Road Bike, Cycling Forums banner

1 - 9 of 9 Posts

·
Banned
Joined
·
211 Posts
Discussion Starter #1
Any opinions on the quality of this frameset. How does this frame compare with Looks 565 or 585 models or more expensive frames like a Colnago C50? Is this a frameset a person could expect to last a long time assuming no crashes or is there a big dropoff in build quality from the 565 and 585 models to this model?

How would this frameset stack up against something like the BMC Team frameset?
 

·
Registered
Joined
·
10,160 Posts
weight not quality,,,

I take it you're a relative newbie when it comes to comparing frames. It might help to thoroughly read the manufaturer's information. Competitive Cylist also has pretty decent write-ups on most models.

http://www.competitivecyclist.com/za/CCY?PAGE=PRODUCT&PRODUCT.ID=1834

When you're comparing the top brands, you won't often find "poor quality" that could lead to an early failure. More expensive frames are lighter, not lesser in quality. The 555 for instance, uses carbon material that costs less and has an aluminum BB area that's less expensive than the all carbon piece in the 585.. Actually the 555 may well be more durable than the more expensive models. This can often be the case when you buy the most expensive frame. It will be the lightest, but not the most durable.

http://www.lookcycle.com/v3/fiche.php?product_id=24&cat=cadres-fourches&lang=en
 

·
Banned
Joined
·
211 Posts
Discussion Starter #3
C-40 said:
I take it you're a relative newbie when it comes to comparing frames. It might help to thoroughly read the manufaturer's information. Competitive Cylist also has pretty decent write-ups on most models.

http://www.competitivecyclist.com/za/CCY?PAGE=PRODUCT&PRODUCT.ID=1834

When you're comparing the top brands, you won't often find "poor quality" that could lead to an early failure. More expensive frames are lighter, not lesser in quality. The 555 for instance, uses carbon material that costs less and has an aluminum BB area that's less expensive than the all carbon piece in the 585.. Actually the 555 may well be more durable than the more expensive models. This can often be the case when you buy the most expensive frame. It will be the lightest, but not the most durable.

http://www.lookcycle.com/v3/fiche.php?product_id=24&cat=cadres-fourches&lang=en
No, not a newbie when it comes to comparing frames. Just wanted some opinions on what the "real" differences are between these rides. Your post said exactly what I suspected, other than some minor weight savings and perhaps different geometries these frames are not that different.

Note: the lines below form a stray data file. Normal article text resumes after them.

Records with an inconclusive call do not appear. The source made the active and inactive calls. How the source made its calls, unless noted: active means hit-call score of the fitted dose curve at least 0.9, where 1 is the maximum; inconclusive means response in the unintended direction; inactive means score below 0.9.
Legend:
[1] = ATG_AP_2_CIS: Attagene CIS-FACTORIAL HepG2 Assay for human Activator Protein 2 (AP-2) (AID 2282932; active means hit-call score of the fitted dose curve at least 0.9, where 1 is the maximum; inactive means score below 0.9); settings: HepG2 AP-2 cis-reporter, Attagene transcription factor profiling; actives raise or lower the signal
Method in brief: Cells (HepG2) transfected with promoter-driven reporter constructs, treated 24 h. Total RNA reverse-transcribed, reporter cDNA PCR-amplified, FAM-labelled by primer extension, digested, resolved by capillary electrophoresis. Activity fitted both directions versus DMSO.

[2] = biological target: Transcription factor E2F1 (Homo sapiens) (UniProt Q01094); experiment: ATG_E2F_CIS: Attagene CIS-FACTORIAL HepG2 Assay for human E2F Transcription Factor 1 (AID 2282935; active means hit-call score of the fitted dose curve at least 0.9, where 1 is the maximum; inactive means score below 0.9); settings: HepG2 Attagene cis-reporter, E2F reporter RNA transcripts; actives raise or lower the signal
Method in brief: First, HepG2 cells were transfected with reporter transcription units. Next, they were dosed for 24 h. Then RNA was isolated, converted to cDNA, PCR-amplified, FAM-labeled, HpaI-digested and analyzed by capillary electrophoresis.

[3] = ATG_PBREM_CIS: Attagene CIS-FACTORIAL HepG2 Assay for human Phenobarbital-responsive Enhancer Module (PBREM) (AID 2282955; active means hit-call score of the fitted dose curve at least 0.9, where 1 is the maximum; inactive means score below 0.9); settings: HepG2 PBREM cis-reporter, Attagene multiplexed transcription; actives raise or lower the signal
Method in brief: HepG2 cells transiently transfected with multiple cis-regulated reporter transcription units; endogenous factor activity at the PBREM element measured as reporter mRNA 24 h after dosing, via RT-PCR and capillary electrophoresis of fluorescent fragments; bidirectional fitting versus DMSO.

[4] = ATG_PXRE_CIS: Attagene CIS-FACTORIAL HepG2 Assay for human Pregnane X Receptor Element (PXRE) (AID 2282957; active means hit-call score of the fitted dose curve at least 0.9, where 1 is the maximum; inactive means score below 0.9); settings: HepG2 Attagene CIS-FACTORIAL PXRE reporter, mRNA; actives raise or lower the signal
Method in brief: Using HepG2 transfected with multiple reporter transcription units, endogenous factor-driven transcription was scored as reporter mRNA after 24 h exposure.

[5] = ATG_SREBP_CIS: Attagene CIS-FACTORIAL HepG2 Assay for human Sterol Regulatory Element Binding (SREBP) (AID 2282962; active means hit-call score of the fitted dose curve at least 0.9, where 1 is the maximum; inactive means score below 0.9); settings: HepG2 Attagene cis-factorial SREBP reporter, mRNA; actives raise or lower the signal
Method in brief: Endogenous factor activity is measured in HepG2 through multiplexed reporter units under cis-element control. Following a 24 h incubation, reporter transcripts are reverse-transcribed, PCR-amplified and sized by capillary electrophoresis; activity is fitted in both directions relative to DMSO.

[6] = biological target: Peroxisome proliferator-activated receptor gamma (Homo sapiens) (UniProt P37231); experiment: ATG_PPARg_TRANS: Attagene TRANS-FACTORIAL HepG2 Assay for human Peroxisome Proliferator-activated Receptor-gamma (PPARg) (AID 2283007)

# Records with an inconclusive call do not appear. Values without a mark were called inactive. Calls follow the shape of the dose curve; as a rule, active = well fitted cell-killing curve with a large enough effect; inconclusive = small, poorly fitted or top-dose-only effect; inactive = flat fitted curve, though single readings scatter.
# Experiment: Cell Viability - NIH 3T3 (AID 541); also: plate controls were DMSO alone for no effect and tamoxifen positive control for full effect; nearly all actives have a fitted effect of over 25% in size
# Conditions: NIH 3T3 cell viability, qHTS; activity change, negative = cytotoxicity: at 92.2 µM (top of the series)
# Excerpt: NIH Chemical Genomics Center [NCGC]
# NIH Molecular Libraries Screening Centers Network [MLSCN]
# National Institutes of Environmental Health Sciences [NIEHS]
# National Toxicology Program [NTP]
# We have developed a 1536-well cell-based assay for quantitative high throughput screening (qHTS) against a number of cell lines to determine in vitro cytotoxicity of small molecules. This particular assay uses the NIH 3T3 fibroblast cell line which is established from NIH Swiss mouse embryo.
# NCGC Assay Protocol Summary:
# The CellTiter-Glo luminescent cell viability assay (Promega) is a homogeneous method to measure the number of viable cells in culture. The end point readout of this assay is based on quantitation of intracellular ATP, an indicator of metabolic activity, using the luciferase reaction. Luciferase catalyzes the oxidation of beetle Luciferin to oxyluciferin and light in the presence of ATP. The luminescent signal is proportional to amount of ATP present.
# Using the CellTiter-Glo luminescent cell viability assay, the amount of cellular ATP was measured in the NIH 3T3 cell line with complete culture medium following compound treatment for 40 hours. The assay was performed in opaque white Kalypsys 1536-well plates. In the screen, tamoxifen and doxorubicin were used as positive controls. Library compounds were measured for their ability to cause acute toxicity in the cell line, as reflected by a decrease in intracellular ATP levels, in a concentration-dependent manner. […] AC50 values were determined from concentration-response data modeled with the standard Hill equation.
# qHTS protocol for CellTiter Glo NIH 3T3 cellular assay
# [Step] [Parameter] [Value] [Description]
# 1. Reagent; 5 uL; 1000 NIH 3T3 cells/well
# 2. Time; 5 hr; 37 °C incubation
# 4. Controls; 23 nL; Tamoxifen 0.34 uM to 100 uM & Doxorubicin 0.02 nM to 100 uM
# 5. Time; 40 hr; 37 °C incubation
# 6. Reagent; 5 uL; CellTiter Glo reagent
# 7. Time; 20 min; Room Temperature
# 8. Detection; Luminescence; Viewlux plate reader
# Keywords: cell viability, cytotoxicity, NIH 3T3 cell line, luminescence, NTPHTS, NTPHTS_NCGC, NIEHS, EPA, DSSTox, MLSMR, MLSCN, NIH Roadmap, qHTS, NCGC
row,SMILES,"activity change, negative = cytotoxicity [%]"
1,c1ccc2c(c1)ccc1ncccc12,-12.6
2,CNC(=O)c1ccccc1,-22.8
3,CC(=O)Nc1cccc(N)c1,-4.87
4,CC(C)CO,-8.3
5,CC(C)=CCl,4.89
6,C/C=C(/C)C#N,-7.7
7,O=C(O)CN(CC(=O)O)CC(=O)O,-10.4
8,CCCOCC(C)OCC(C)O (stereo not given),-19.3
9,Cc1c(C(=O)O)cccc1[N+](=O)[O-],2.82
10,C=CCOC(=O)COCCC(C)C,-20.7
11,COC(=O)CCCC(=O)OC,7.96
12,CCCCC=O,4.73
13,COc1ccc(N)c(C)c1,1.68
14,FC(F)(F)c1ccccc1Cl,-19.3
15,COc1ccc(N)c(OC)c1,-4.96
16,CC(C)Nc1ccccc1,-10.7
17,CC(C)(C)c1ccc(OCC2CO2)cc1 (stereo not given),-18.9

·
Registered
Joined
·
87 Posts
Working with Look, riding all of the models and being prepped and PK'd by Look France. The 555/565/585 DO NOT ride the same.

These bikes have very different characteristics, for instance below is the Relative rigidity chart for a few models. Note the 555 has a stiffer BB (this is due to the extreme stiffness of the HPC aluminum used) than the 585 and 486, however the 555's rear end is not as stiff as the 585. Remeber that stiffness is good but as you get really stiff you lose vertical compliance and comfort. Thats where the 585 excels, it is as stiff as most humans will ever need (Thor can attest to that riding a stock 585 in the TDF) yet still is about as comfortable as a bike can get, especially at 990gr.

LOOK FRAME RELATIVE RIGIDITY

Higher number denotes greater stiffness

Model / Rear Triangle / BB /Steering

555 60 192 118

KG486 70 182 100

585 65 165 95

Here is a breakdown of tube types for each of the bikes and EACH one has different tubing as you will see.

585

Light weight without compromise. LOOK have put all of their best technology into a frame resulting in better efficiency than the classic 481 SL while weighing nearly a pound less! Made of VHM tubing with high pressure formed lugs and a VPHC bottom bracket shell. The tubes top and down tube are thinner on the top and bottom and thicker on the sides to optimize lateral rigidity and vertical compliance, giving efficiency and comfort. The seatstays are double curved to provide optimum ride quality. The goal was to get under the magic 1 kg barrier, but without sacrificing performance, durability or comfort., and a test ride confirms they have succeeded. The 585 is a great all-rounder, not just a super light weight climbing machine. Thor Hushovd used a stock 585 to capture the Green Jersey in the 2005 Tour de France. Similar geometry to the 486 results in a seemingly impossible combination of incredible stability at speed combined with fantastic maneuverability. A joy to ride. Includes carbon headset and HSC5SL fork

565

A less expensive version of the 585. Uses the same head and seat lugs along with the same tube shapes as the 585. The tubing itself is made of HM carbon while the bottom bracket shell is aluminum. Different chainstays are used to fit in the alu BB shell, but are still double curved for compliance. These changes result in a less expensive frame that is only 200 grams heavier than the 585. Includes carbon headset and HSC5SL fork

555